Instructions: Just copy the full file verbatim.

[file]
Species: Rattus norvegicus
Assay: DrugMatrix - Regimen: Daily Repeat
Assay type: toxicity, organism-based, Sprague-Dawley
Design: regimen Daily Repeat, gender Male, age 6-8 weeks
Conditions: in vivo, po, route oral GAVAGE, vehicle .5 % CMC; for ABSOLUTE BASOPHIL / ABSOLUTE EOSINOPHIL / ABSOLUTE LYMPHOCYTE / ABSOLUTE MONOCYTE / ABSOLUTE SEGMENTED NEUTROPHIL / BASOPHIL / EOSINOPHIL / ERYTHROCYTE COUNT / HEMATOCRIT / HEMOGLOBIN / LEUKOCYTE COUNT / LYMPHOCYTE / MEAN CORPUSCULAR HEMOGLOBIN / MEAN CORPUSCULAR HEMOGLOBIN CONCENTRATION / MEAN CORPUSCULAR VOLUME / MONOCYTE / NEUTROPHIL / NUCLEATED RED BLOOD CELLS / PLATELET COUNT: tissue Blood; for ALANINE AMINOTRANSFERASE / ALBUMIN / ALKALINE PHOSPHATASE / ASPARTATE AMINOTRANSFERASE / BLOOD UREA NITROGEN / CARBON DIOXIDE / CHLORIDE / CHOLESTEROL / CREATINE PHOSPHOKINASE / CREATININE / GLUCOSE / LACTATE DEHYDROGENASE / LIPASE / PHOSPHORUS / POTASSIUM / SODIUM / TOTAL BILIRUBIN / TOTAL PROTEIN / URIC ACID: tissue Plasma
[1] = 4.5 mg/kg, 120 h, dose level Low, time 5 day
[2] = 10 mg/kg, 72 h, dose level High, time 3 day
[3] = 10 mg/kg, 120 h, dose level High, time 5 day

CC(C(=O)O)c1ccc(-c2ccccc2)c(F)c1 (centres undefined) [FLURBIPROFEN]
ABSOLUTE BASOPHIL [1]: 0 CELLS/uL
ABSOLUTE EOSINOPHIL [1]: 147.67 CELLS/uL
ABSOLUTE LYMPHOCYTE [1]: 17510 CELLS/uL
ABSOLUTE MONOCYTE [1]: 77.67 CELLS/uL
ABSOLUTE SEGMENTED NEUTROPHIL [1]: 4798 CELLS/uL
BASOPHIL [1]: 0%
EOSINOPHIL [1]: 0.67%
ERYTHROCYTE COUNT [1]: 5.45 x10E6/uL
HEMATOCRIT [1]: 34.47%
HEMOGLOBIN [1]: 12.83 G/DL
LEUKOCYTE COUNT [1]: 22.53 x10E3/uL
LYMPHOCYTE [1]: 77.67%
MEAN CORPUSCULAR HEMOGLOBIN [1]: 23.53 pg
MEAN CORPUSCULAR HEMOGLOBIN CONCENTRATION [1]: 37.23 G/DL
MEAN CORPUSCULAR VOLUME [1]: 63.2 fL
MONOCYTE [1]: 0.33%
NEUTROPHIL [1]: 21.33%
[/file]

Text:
Species: Rattus norvegicus
Assay: DrugMatrix - Regimen: Daily Repeat
Assay type: toxicity, organism-based, Sprague-Dawley
Design: regimen Daily Repeat, gender Male, age 6-8 weeks
Conditions: in vivo, po, route oral GAVAGE, vehicle .5 % CMC; for ABSOLUTE BASOPHIL / ABSOLUTE EOSINOPHIL / ABSOLUTE LYMPHOCYTE / ABSOLUTE MONOCYTE / ABSOLUTE SEGMENTED NEUTROPHIL / BASOPHIL / EOSINOPHIL / ERYTHROCYTE COUNT / HEMATOCRIT / HEMOGLOBIN / LEUKOCYTE COUNT / LYMPHOCYTE / MEAN CORPUSCULAR HEMOGLOBIN / MEAN CORPUSCULAR HEMOGLOBIN CONCENTRATION / MEAN CORPUSCULAR VOLUME / MONOCYTE / NEUTROPHIL / NUCLEATED RED BLOOD CELLS / PLATELET COUNT: tissue Blood; for ALANINE AMINOTRANSFERASE / ALBUMIN / ALKALINE PHOSPHATASE / ASPARTATE AMINOTRANSFERASE / BLOOD UREA NITROGEN / CARBON DIOXIDE / CHLORIDE / CHOLESTEROL / CREATINE PHOSPHOKINASE / CREATININE / GLUCOSE / LACTATE DEHYDROGENASE / LIPASE / PHOSPHORUS / POTASSIUM / SODIUM / TOTAL BILIRUBIN / TOTAL PROTEIN / URIC ACID: tissue Plasma
[1] = 4.5 mg/kg, 120 h, dose level Low, time 5 day
[2] = 10 mg/kg, 72 h, dose level High, time 3 day
[3] = 10 mg/kg, 120 h, dose level High, time 5 day

CC(C(=O)O)c1ccc(-c2ccccc2)c(F)c1 (centres undefined) [FLURBIPROFEN]
ABSOLUTE BASOPHIL [1]: 0 CELLS/uL
ABSOLUTE EOSINOPHIL [1]: 147.67 CELLS/uL
ABSOLUTE LYMPHOCYTE [1]: 17510 CELLS/uL
ABSOLUTE MONOCYTE [1]: 77.67 CELLS/uL
ABSOLUTE SEGMENTED NEUTROPHIL [1]: 4798 CELLS/uL
BASOPHIL [1]: 0%
EOSINOPHIL [1]: 0.67%
ERYTHROCYTE COUNT [1]: 5.45 x10E6/uL
HEMATOCRIT [1]: 34.47%
HEMOGLOBIN [1]: 12.83 G/DL
LEUKOCYTE COUNT [1]: 22.53 x10E3/uL
LYMPHOCYTE [1]: 77.67%
MEAN CORPUSCULAR HEMOGLOBIN [1]: 23.53 pg
MEAN CORPUSCULAR HEMOGLOBIN CONCENTRATION [1]: 37.23 G/DL
MEAN CORPUSCULAR VOLUME [1]: 63.2 fL
MONOCYTE [1]: 0.33%
NEUTROPHIL [1]: 21.33%